A federal investigation has been launched into how the University of Southern California handles cases of reported rape. The probe comes after official complaints were filed in May from a group of students who allege the University "misconstrued facts, mishandled cases, and misreported victim's testimonies," said Tucker Reed, a victim's rights advocate.
Reed, a USC student, went to school officials in December to report being raped by her boyfriend of two weeks. She provided four recorded confessions from her attacker but she says he was not found of any wrong doing. "The process made me feel raped a second time," Reed said.
Now, the Department of Education's Office of Civil Rights is investigating the Title IX sex discrimination polices at the school. In a statement, Jody Shipper, USC's Title IX coordinator and executive director of the Office of Equity and Diversity said the school is "looking forward to working with federal officials" and the investigation into the complaints "in no way implies the OCR has made a determination with regard to their merits."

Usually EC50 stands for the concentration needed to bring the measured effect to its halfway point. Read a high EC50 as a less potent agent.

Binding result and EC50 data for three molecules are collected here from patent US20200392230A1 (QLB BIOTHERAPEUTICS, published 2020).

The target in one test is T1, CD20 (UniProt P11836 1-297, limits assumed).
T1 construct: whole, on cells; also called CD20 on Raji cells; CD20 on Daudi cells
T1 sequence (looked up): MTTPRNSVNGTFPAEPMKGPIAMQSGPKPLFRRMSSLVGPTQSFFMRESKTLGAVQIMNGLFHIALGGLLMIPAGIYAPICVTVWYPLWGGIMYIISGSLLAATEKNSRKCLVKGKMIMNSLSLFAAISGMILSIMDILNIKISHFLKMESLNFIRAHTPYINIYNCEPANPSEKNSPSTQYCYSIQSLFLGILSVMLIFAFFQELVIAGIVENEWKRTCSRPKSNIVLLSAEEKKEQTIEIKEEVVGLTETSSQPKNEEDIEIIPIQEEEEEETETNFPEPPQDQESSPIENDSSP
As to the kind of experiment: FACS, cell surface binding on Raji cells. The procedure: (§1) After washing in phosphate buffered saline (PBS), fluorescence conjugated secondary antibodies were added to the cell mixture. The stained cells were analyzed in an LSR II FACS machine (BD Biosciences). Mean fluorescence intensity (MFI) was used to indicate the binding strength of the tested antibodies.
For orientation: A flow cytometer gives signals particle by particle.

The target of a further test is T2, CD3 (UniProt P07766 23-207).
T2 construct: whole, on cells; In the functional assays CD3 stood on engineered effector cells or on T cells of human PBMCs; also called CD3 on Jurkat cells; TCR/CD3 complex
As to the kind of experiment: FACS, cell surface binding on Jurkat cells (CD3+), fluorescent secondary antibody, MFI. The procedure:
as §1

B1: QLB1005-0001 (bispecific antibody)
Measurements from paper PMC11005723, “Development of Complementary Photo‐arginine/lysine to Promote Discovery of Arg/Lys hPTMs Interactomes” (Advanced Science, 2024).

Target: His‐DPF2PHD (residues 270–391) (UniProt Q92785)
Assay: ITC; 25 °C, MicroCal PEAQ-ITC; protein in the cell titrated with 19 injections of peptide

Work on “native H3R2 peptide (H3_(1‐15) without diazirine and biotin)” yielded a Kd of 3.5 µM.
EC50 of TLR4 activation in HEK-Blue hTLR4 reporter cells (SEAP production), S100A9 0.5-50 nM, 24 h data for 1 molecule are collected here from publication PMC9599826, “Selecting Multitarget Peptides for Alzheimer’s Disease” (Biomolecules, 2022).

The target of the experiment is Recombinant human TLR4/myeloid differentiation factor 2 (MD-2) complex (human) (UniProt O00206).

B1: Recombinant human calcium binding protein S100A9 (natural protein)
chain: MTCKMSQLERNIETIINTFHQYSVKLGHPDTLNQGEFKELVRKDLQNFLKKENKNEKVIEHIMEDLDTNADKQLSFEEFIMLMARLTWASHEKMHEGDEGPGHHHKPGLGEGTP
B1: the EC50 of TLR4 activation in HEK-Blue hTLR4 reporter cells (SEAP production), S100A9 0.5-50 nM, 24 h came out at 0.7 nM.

USC says the school revamped its sexual assault reporting procedures last year but Reed says about the written procedures, "the University has all of them in student conduct codes, but it doesn't bother to live up to them."
For Reed, she says, "I'm hopeful by bringing attention to the issue we can address loopholes being taken advantage of," and she says she hopes to, "restore rights to sexual assault victims."
This issue is not unique to USC, similar complaints by students have been filed at UC Berkley, Occidental College, Yale, and Swathmore.